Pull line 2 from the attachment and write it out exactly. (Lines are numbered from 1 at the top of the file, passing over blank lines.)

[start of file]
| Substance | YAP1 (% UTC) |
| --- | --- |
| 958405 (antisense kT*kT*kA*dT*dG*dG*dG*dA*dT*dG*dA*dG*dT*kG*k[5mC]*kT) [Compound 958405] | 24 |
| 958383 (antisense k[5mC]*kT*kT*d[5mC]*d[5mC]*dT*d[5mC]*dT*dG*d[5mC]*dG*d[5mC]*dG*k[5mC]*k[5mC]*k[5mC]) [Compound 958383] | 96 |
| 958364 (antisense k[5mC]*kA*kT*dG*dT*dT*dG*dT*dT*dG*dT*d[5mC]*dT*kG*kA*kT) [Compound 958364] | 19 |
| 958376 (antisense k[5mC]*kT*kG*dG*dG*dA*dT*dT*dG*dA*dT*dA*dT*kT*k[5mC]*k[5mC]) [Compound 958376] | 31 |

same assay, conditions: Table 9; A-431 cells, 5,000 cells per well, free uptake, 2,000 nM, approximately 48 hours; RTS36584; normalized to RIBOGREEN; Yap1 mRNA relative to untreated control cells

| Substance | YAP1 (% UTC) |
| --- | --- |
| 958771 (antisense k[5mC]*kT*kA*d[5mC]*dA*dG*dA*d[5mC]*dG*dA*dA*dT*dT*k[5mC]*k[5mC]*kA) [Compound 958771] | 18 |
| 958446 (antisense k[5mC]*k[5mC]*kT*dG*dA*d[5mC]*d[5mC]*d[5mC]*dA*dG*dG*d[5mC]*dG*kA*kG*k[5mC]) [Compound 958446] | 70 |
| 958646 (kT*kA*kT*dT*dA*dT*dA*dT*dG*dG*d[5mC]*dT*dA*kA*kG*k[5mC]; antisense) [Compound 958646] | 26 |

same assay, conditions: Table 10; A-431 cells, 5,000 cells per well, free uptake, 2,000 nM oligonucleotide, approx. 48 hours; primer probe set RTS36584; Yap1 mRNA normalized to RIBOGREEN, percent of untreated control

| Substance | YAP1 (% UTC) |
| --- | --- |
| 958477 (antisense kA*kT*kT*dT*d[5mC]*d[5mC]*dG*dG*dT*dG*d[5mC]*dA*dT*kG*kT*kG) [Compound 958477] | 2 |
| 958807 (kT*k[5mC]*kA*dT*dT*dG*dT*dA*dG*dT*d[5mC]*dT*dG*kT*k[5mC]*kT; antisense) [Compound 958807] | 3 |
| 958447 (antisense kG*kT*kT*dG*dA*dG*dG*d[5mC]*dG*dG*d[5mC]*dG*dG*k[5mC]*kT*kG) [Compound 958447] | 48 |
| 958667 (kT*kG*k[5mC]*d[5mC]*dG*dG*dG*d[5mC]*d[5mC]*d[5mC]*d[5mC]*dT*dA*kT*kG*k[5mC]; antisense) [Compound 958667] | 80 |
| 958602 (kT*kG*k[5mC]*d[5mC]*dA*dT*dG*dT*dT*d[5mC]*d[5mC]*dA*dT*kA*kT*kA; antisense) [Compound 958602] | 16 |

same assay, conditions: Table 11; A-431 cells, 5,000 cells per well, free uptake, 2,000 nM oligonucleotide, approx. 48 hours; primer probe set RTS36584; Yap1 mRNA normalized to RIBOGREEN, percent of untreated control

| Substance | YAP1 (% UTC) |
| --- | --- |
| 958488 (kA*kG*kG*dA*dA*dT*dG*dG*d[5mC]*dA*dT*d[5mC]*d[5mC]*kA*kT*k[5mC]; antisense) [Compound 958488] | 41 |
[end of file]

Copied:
| --- | --- |